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Louis Nathaniel Dosh, 57th Inf. (PS) (Read 4663 times)
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Louis Nathaniel Dosh, 57th Inf. (PS)
Jan 5th, 2005, 10:31pm
 
Sirs, I really have enjoyed viewing you site. Its been very informative and is set up very user friendly. My name is Peter Knepton and I am a historian living in Savannah, Georgia. I collect military items so I can research them and hope to learn about the person and the role he or she played during the wartime. I recently got a diploma from West Point named to Louis Nathaniel Dosh. He graduated in 1938 and I know he served in the U.S.Army until his death in 1945. I know he served in the 57th Infantry Regiment Philippine Scouts, Philippine Division and surrendered to Japanese forces on Bataan in 1942. I was wondering if anyone in your organization would have a photograph of Captain Dosh or information about how he operated and how he died. I know the Japanese prisoner camps where brutal but some of the information I can find suggested that he survived and possibly died aboard a hospital ship in 1945. So any information would be appreciated. And if someone does have a photograph, I would pay to have a copy made and sent to me. Thank you for your time.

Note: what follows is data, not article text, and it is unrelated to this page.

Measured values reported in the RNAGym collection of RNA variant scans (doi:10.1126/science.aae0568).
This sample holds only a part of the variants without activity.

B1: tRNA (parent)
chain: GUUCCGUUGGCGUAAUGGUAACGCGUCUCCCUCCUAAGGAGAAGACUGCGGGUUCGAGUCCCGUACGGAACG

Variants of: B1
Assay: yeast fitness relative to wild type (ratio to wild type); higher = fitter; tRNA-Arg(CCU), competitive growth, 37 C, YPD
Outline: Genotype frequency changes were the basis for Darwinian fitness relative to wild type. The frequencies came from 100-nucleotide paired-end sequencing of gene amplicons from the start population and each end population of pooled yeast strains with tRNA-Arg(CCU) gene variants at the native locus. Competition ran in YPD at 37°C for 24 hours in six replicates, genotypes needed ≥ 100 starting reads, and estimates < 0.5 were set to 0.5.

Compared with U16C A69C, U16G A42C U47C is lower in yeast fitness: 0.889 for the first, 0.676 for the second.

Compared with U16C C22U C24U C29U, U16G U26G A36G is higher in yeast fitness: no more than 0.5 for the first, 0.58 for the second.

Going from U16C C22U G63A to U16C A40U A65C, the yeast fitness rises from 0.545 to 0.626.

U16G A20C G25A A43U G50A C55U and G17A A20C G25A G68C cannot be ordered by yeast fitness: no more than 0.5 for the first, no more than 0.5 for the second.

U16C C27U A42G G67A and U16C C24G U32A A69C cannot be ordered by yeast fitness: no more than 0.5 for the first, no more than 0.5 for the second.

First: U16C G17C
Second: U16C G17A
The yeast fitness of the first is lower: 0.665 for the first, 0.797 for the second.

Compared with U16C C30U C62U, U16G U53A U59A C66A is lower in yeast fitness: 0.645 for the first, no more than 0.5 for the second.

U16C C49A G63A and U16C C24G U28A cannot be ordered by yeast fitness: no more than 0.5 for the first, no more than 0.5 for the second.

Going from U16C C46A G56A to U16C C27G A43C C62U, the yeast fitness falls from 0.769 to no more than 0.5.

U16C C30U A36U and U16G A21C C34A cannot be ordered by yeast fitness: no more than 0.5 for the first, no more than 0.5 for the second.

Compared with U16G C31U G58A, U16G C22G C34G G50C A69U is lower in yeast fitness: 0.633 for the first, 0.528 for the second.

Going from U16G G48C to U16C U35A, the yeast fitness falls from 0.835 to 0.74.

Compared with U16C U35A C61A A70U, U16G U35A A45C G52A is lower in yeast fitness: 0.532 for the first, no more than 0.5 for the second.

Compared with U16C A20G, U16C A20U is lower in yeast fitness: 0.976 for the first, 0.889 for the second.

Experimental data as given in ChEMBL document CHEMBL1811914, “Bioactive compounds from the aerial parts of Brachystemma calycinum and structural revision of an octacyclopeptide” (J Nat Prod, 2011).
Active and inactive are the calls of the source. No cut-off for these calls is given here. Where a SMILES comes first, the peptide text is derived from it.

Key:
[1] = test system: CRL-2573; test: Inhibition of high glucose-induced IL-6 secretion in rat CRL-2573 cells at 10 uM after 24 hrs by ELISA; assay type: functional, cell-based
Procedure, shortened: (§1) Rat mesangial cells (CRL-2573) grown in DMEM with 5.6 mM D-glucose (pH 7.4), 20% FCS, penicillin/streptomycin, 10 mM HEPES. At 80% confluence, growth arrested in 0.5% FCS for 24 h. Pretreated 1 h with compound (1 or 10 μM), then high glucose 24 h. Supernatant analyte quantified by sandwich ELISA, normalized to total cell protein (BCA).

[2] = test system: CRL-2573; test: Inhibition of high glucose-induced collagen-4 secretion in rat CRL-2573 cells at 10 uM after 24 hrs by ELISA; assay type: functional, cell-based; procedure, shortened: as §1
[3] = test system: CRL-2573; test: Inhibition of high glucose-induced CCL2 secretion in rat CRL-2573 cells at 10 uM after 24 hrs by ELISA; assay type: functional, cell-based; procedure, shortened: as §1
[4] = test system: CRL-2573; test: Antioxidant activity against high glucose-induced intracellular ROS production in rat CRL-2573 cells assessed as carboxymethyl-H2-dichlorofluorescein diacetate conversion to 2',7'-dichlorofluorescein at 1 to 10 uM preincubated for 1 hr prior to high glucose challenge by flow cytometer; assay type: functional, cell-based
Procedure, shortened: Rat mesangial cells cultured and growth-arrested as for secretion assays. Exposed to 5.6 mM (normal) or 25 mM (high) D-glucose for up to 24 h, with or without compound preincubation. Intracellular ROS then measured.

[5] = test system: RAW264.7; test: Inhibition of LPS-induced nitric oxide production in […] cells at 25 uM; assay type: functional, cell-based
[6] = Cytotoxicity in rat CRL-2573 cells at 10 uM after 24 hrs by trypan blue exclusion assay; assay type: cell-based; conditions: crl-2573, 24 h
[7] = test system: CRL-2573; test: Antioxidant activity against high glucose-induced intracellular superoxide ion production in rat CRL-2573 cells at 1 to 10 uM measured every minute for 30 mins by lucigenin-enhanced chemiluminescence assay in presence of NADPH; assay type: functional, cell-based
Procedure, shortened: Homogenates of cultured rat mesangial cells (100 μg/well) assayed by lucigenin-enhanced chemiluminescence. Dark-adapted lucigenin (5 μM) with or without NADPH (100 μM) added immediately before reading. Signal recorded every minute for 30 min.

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« Last Edit: Feb 11th, 2005, 5:38pm by Editor-at-Large »  

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Re: Louis Nathaniel Dosh
Reply #1 - Jan 5th, 2005, 11:24pm
 
Col. John Olson has a picture of Louis Dosh, page 17, and in a group picture on page 210 "Anywhere-Anytime. He was with my father on the escape out of Bataan, which I chronicle in my book. He surrendered to  the Japanese with Bill Fassoth and went to Cabanatuan and then was put on the Oryoku Maru Hell Ship for Japan and died when the vessel was sank on January 20, 1945.  Tell Peter Knepton that I would also like any information on Louis Dosh, also if he has any contact with Dosh's family I would certainly like for them to know what an outstanding officer and man he modeled for all he came into contact. My father and Nano Lucero thought the world of him.